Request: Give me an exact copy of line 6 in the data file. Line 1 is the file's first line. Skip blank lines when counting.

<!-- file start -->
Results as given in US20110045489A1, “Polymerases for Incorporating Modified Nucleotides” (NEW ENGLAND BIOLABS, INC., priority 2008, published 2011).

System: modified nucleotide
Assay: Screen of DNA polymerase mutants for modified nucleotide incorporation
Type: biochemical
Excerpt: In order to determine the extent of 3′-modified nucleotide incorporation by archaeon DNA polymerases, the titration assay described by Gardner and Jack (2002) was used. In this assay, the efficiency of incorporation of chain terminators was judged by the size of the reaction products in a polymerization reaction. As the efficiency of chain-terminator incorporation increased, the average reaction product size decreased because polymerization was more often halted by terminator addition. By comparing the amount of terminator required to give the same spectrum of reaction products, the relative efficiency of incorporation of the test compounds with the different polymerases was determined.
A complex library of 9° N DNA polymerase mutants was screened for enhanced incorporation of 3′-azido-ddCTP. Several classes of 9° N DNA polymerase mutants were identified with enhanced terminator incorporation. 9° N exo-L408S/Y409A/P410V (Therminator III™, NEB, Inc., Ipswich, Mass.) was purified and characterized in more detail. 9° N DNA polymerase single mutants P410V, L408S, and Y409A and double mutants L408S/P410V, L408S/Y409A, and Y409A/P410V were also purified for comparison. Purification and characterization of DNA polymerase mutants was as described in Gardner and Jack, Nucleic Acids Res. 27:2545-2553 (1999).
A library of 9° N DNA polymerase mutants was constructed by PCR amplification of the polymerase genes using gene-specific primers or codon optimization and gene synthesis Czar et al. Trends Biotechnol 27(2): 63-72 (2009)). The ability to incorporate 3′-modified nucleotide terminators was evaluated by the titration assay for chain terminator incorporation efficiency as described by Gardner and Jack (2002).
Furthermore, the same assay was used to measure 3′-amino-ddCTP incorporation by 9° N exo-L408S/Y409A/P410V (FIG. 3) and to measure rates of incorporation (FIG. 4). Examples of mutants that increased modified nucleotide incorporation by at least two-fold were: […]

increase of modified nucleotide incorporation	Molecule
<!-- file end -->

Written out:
A complex library of 9° N DNA polymerase mutants was screened for enhanced incorporation of 3′-azido-ddCTP. Several classes of 9° N DNA polymerase mutants were identified with enhanced terminator incorporation. 9° N exo-L408S/Y409A/P410V (Therminator III™, NEB, Inc., Ipswich, Mass.) was purified and characterized in more detail. 9° N DNA polymerase single mutants P410V, L408S, and Y409A and double mutants L408S/P410V, L408S/Y409A, and Y409A/P410V were also purified for comparison. Purification and characterization of DNA polymerase mutants was as described in Gardner and Jack, Nucleic Acids Res. 27:2545-2553 (1999).